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    Of the view the concerns residents in the way of Ringway 1/etc had in OTL was severely exasperated by a strict post-war Metropolitan Greenbelt making it difficult to build more homes which would not be the case in ATL, for those locals that do not wish to move too far out from the area they grew up in within Greater London, an earlier High Paddington type scheme for additional homes built above railways could be a further remedy in this scenario to make way for the Ringways, etc and would have been able to easily meet demand had it been available.
     
  17. kernals12 Proudly on the Autism Spectrum

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    Ok, I'll see what I can do.
     
  18. kernals12 Proudly on the Autism Spectrum

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    1978
    [​IMG]
    Traffic in Central London was continuing to worsen and the GLC had no choice but to revive Ringway 1. But this time, they would plan things more carefully to avoid alienating residents.
    [​IMG]
    First off, the roads would be built below grade and then decked over with park lands.
    [​IMG]
    And to ensure residents wouldn't have to move far, new high rises would be constructed on both sides.
     
    Last edited: Nov 9, 2019 at 11:40 AM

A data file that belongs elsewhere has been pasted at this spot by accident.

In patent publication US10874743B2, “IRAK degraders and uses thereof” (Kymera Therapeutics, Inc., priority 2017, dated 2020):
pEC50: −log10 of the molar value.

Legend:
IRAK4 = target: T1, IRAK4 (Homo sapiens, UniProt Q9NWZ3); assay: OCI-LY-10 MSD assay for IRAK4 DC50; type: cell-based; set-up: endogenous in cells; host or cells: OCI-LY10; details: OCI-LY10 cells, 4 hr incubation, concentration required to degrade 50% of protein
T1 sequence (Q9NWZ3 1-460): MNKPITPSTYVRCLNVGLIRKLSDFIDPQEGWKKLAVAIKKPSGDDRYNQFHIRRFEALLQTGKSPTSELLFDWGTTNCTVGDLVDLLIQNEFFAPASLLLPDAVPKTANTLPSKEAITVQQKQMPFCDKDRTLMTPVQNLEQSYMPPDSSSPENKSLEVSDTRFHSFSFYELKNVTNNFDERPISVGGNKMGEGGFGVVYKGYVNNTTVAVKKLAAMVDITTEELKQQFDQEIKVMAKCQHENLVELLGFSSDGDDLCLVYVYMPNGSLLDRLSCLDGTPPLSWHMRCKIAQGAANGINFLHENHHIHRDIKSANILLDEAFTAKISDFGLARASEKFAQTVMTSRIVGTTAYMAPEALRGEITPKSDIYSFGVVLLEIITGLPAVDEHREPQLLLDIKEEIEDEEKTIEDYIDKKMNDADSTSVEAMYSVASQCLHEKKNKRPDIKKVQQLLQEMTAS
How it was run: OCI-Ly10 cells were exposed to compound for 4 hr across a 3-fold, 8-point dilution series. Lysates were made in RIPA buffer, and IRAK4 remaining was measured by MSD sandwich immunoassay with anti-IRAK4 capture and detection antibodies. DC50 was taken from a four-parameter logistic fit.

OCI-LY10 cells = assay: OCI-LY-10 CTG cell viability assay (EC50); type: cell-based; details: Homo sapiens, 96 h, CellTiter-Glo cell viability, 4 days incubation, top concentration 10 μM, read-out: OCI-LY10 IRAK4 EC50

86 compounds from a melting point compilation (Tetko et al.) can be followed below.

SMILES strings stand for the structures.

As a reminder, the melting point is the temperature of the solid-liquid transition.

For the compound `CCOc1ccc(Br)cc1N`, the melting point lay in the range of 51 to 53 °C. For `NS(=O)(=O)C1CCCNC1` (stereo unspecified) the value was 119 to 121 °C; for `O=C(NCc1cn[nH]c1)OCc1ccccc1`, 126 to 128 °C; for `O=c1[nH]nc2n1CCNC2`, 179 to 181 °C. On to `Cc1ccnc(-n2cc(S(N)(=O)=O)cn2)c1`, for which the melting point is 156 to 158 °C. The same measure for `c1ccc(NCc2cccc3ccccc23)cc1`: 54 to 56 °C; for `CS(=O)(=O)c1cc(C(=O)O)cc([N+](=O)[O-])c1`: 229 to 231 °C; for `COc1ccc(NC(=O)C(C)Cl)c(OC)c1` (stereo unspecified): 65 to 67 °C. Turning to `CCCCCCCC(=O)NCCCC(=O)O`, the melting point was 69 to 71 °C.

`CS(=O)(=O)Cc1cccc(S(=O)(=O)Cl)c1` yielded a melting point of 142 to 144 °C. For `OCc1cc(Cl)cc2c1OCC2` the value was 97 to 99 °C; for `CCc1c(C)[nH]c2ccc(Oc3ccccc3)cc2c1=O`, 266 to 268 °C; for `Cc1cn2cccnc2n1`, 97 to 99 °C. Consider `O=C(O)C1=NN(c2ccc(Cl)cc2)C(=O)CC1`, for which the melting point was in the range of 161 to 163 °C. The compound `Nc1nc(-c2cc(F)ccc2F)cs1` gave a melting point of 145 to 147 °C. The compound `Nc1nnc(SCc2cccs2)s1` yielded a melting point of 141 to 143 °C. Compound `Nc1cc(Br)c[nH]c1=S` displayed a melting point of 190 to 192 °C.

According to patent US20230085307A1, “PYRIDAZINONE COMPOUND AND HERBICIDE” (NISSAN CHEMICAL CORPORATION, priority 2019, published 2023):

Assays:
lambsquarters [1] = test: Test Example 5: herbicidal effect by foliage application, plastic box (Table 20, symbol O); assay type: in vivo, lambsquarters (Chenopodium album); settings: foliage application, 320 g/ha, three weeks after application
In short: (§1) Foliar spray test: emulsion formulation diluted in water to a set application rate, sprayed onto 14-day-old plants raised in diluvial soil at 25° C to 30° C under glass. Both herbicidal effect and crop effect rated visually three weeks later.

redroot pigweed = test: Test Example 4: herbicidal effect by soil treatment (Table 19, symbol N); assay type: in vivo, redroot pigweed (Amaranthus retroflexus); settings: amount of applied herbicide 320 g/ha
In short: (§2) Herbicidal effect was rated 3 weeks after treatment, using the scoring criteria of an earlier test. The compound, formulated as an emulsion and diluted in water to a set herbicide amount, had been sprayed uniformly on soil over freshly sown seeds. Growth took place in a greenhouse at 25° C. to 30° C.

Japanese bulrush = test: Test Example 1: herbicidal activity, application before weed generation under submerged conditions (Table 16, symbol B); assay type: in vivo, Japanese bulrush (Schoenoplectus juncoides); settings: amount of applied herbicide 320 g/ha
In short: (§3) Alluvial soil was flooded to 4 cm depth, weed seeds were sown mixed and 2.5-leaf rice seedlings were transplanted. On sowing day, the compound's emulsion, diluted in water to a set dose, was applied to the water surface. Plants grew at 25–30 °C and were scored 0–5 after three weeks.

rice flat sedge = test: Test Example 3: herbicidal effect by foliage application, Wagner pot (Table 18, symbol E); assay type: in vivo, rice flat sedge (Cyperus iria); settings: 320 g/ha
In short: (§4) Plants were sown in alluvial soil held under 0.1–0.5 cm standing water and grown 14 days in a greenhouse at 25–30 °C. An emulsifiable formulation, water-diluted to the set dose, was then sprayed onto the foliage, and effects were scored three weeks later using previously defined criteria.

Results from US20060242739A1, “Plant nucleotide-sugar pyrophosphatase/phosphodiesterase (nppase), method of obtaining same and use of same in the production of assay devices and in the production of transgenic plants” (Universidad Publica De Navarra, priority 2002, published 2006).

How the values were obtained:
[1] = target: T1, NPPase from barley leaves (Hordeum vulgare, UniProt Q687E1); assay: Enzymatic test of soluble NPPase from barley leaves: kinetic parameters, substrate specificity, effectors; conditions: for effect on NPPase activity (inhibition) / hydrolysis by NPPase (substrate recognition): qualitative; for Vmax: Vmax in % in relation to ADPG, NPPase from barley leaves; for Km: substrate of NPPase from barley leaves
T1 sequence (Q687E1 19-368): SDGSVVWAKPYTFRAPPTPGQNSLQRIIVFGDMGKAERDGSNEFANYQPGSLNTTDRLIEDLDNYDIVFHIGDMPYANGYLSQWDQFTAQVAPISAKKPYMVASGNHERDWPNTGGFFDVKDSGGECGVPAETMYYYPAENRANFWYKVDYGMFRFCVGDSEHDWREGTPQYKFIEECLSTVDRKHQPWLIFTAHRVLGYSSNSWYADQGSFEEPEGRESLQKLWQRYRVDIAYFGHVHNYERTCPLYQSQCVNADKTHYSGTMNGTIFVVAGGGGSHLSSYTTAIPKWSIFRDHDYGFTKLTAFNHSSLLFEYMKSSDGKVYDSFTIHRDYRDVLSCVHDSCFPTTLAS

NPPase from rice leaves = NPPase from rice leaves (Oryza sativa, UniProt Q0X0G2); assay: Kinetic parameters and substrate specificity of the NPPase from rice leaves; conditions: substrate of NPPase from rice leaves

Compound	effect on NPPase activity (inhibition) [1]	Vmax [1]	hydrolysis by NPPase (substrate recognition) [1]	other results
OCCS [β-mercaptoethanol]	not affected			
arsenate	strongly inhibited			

19. kernals12 Proudly on the Autism Spectrum

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    The mass demolition I've caused with the Pedway system would probably make constructing Ringway 1 much less disruptive since most of the homes that would've been in the way would've had to be torn down anyway.
     
  20. b0ned0me Well-Known Member

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    So in other words you have no idea about what london is like at all. Or the huge numbers of people who currently either drive to a train station or walk past their car to a train station and the cram onto packed trains that cost them thousands of dollars a year in tickets. Solely because as expensive and miserable as their commute is, it’s currently cheaper and faster than sitting in nose-to-tail traffic for hours and then paying 50 bucks each day to park. Fix it so they can drive to work in half an hour and park easily and 90% of them will say fuck the train. Then add in all those people who commute on motorcycles or carpool, all those people who could have a car but currently don’t, and BAM your new roads are soon packed again.

    Not sure of the relevance of the rest of Britain given that this thread is allegedly about London, but then maybe you should change the title to “What if a totalitarian dictatorship decides to raze totally raze london and rebuild it like Houston on acid” since that seems to be your solution to pretty much every problem.